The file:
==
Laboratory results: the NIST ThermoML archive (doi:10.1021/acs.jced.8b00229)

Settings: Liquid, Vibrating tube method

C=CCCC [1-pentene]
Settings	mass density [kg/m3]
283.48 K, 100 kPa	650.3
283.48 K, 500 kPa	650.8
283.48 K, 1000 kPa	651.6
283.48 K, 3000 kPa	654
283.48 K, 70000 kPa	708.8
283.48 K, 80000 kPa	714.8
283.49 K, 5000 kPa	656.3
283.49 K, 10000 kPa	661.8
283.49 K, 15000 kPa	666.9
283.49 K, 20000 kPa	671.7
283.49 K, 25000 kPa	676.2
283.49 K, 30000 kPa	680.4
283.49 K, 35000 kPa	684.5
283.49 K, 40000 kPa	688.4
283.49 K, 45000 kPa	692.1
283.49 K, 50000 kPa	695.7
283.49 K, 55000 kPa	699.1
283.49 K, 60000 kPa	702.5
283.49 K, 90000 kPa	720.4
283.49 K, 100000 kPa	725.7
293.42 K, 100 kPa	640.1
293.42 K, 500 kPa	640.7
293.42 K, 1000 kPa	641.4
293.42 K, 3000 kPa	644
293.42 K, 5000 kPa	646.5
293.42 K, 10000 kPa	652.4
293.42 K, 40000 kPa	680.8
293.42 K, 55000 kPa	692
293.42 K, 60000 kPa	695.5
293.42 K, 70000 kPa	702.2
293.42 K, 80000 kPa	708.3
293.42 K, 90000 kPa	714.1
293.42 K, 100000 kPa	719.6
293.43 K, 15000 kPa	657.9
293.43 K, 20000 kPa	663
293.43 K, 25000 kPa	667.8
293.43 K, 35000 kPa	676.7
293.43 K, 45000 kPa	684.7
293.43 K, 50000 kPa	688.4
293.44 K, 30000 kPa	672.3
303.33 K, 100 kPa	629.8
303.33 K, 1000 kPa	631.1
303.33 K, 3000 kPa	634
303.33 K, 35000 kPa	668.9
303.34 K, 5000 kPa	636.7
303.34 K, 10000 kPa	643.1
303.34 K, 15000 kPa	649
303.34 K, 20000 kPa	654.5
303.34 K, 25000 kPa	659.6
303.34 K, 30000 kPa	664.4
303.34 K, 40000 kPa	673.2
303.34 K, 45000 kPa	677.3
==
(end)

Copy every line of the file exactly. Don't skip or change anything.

Laboratory results: the NIST ThermoML archive (doi:10.1021/acs.jced.8b00229)

Settings: Liquid, Vibrating tube method

C=CCCC [1-pentene]
Settings	mass density [kg/m3]
283.48 K, 100 kPa	650.3
283.48 K, 500 kPa	650.8
283.48 K, 1000 kPa	651.6
283.48 K, 3000 kPa	654
283.48 K, 70000 kPa	708.8
283.48 K, 80000 kPa	714.8
283.49 K, 5000 kPa	656.3
283.49 K, 10000 kPa	661.8
283.49 K, 15000 kPa	666.9
283.49 K, 20000 kPa	671.7
283.49 K, 25000 kPa	676.2
283.49 K, 30000 kPa	680.4
283.49 K, 35000 kPa	684.5
283.49 K, 40000 kPa	688.4
283.49 K, 45000 kPa	692.1
283.49 K, 50000 kPa	695.7
283.49 K, 55000 kPa	699.1
283.49 K, 60000 kPa	702.5
283.49 K, 90000 kPa	720.4
283.49 K, 100000 kPa	725.7
293.42 K, 100 kPa	640.1
293.42 K, 500 kPa	640.7
293.42 K, 1000 kPa	641.4
293.42 K, 3000 kPa	644
293.42 K, 5000 kPa	646.5
293.42 K, 10000 kPa	652.4
293.42 K, 40000 kPa	680.8
293.42 K, 55000 kPa	692
293.42 K, 60000 kPa	695.5
293.42 K, 70000 kPa	702.2
293.42 K, 80000 kPa	708.3
293.42 K, 90000 kPa	714.1
293.42 K, 100000 kPa	719.6
293.43 K, 15000 kPa	657.9
293.43 K, 20000 kPa	663
293.43 K, 25000 kPa	667.8
293.43 K, 35000 kPa	676.7
293.43 K, 45000 kPa	684.7
293.43 K, 50000 kPa	688.4
293.44 K, 30000 kPa	672.3
303.33 K, 100 kPa	629.8
303.33 K, 1000 kPa	631.1
303.33 K, 3000 kPa	634
303.33 K, 35000 kPa	668.9
303.34 K, 5000 kPa	636.7
303.34 K, 10000 kPa	643.1
303.34 K, 15000 kPa	649
303.34 K, 20000 kPa	654.5
303.34 K, 25000 kPa	659.6
303.34 K, 30000 kPa	664.4
303.34 K, 40000 kPa	673.2
303.34 K, 45000 kPa	677.3